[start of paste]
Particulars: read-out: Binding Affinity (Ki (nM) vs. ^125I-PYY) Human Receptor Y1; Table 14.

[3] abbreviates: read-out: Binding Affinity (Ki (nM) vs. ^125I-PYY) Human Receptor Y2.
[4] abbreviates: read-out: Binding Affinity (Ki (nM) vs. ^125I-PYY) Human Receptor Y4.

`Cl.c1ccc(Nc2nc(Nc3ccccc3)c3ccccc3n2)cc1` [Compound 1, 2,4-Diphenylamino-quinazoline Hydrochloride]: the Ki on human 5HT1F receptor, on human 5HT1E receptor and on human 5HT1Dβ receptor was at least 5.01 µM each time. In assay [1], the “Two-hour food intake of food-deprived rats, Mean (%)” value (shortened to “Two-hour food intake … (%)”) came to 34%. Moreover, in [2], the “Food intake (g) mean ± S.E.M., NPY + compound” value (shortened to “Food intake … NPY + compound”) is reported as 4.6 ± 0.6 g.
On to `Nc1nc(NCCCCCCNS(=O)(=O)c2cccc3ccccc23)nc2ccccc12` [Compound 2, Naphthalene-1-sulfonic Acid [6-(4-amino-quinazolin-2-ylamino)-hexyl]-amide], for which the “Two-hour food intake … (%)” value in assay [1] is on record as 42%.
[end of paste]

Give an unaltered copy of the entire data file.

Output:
Particulars: read-out: Binding Affinity (Ki (nM) vs. ^125I-PYY) Human Receptor Y1; Table 14.

[3] abbreviates: read-out: Binding Affinity (Ki (nM) vs. ^125I-PYY) Human Receptor Y2.
[4] abbreviates: read-out: Binding Affinity (Ki (nM) vs. ^125I-PYY) Human Receptor Y4.

`Cl.c1ccc(Nc2nc(Nc3ccccc3)c3ccccc3n2)cc1` [Compound 1, 2,4-Diphenylamino-quinazoline Hydrochloride]: the Ki on human 5HT1F receptor, on human 5HT1E receptor and on human 5HT1Dβ receptor was at least 5.01 µM each time. In assay [1], the “Two-hour food intake of food-deprived rats, Mean (%)” value (shortened to “Two-hour food intake … (%)”) came to 34%. Moreover, in [2], the “Food intake (g) mean ± S.E.M., NPY + compound” value (shortened to “Food intake … NPY + compound”) is reported as 4.6 ± 0.6 g.
On to `Nc1nc(NCCCCCCNS(=O)(=O)c2cccc3ccccc23)nc2ccccc12` [Compound 2, Naphthalene-1-sulfonic Acid [6-(4-amino-quinazolin-2-ylamino)-hexyl]-amide], for which the “Two-hour food intake … (%)” value in assay [1] is on record as 42%.